Thank you for being so appreciative – it makes my day! I’m such a nerd…haha, I kept looking at and moving my fingers because it was fun to see Nessie ‘swimming’. πŸ˜›

      You should try this design sometime. It’s surprisingly really simple to paint…and this is coming from someone who can’t draw or paint very well on paper!

    1. Mary Post author

      Hey Katie!

      Yes, I had an amazing French teacher – learned a lot because of her. Not only was she really smart and friendly, but she had a wardrobe to die for! Honestly, she was so classy and wore lots of high-end designer outfits and accessories. But she would never brag about it, which made her look even better in my eyes.

      Hehe, and I think the ridiculous story topics motivated me to learn French more, too! πŸ˜›

      What kinds of stories did you get to read about in your French class?

      1. Katie

        Mostly le petit nicolas stories and other random ones. They were amusing but I felt like Nicolas was a crybaby. However, in the USA (at least at my school) we don’t start language classes until seventh grade. We got to watch some good french films though.
        Katie recently posted: Yankees Baseball Nail Art

        1. Mary Post author

          Hmm…I can’t remember reading any Le Petit Nicolas stories, but for some reason, it sounds familiar. (Haha, yeah, I dislike people who cry over spilled milk all the time.)

  2. Marta

    You are brilliant. What an original idea! You are so lucky to have two lochness monsters as bodyguards πŸ˜‰ huge fan of your nailart AND writing style! Those elementary school reading times are evidently showing their great influence on your writing πŸ™‚ (French or not).
    Marta recently posted: I’m Pinking French Tips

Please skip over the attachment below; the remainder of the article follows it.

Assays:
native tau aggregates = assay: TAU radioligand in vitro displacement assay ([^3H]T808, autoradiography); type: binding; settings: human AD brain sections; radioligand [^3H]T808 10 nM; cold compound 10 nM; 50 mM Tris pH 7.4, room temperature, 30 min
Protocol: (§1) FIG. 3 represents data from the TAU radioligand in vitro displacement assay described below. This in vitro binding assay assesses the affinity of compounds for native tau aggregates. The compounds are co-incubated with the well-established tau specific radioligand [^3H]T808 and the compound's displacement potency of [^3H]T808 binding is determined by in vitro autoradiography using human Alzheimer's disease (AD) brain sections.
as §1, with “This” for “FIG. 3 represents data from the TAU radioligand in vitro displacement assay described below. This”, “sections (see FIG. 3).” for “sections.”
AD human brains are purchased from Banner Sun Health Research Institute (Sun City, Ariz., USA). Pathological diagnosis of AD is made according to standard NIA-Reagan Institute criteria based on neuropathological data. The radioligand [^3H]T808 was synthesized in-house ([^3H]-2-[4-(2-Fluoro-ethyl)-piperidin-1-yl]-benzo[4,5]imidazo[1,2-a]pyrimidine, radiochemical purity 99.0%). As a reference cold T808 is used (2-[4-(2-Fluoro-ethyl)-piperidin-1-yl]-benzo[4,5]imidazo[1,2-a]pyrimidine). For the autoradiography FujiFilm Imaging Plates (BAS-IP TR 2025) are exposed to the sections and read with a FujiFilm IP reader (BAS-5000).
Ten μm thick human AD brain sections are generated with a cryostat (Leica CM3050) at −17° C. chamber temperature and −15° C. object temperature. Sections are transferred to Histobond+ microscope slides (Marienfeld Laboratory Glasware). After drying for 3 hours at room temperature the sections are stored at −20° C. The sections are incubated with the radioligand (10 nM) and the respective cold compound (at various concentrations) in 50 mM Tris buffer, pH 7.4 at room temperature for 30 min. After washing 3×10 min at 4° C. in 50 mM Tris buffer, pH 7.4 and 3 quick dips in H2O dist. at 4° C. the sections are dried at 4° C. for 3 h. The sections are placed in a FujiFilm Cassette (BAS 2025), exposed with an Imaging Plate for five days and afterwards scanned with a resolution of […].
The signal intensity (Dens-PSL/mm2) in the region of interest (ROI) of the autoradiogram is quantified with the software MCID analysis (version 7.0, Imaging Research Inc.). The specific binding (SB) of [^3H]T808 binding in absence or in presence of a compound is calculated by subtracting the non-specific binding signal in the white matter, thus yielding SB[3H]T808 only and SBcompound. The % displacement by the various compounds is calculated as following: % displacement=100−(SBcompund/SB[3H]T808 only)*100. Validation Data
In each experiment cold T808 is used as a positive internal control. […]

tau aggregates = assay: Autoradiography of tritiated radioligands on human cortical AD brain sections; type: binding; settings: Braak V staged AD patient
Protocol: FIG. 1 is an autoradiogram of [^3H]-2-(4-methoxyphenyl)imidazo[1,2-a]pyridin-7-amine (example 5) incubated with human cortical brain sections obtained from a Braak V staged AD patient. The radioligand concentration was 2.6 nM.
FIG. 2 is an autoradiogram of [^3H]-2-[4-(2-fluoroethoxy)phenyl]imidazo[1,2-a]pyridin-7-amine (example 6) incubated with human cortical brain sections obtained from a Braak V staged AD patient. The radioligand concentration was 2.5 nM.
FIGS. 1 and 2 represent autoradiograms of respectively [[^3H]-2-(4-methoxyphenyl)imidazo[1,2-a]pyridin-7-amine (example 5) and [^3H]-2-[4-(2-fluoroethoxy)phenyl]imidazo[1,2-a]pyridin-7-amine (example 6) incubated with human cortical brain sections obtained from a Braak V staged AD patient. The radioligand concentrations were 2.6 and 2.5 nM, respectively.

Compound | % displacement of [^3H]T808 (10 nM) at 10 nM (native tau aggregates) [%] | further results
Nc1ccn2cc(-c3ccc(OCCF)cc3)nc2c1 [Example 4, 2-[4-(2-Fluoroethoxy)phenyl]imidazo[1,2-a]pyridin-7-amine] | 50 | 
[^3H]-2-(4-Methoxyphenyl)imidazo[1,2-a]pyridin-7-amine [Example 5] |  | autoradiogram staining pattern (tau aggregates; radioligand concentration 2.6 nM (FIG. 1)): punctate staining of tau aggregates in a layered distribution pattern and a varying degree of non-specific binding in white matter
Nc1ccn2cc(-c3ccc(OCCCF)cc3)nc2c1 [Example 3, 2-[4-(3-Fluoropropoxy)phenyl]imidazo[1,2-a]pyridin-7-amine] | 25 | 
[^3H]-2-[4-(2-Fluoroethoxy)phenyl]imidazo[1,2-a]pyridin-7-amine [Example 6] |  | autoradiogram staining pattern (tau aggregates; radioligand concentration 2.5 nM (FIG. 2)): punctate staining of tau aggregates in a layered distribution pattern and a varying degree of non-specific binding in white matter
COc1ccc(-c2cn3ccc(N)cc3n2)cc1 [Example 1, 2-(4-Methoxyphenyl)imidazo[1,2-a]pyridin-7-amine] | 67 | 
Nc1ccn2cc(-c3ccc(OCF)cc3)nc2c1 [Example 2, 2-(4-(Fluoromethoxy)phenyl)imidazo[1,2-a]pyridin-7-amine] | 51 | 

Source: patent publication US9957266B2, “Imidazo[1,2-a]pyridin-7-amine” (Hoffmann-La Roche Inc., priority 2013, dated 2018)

1. Mary Post author

      Hey Marta!

      Yes, nothing beats having 2 Loch Ness Monsters as bodyguards. (Although I should probably rename ‘Nessie’ to Boris or Bruno…or just something that sounds stronger…hehe) Not that I actually need bodyguards… πŸ˜›

      I appreciate your comment about my writing. I may reallllllly love nail polish and nail art, but I am even more passionate about writing. So I took that as the highest compliment!

      And you’re totally right about reading influencing my writing. Back in elementary school, I was a real bookworm (hey – maybe I just thought up another nail-art design thanks to you…hehe!).

      Once I learned how to read, I seriously read everything – tons of books, of course, but also cereal boxes, gum packages, soap boxes, just everything! Plus I am grateful because even though my parents’ financial state was very tight when I was growing up, the one thing that my dad always let me buy were books because he said it was a small investment in a kid’s future.

    1. Mary Post author

      Hey Ruthe!

      You are too sweet, you know that? I really appreciate comments like yours – they remind me to smile even on those really bad days when it seems like my mood is set to sour. So thank you!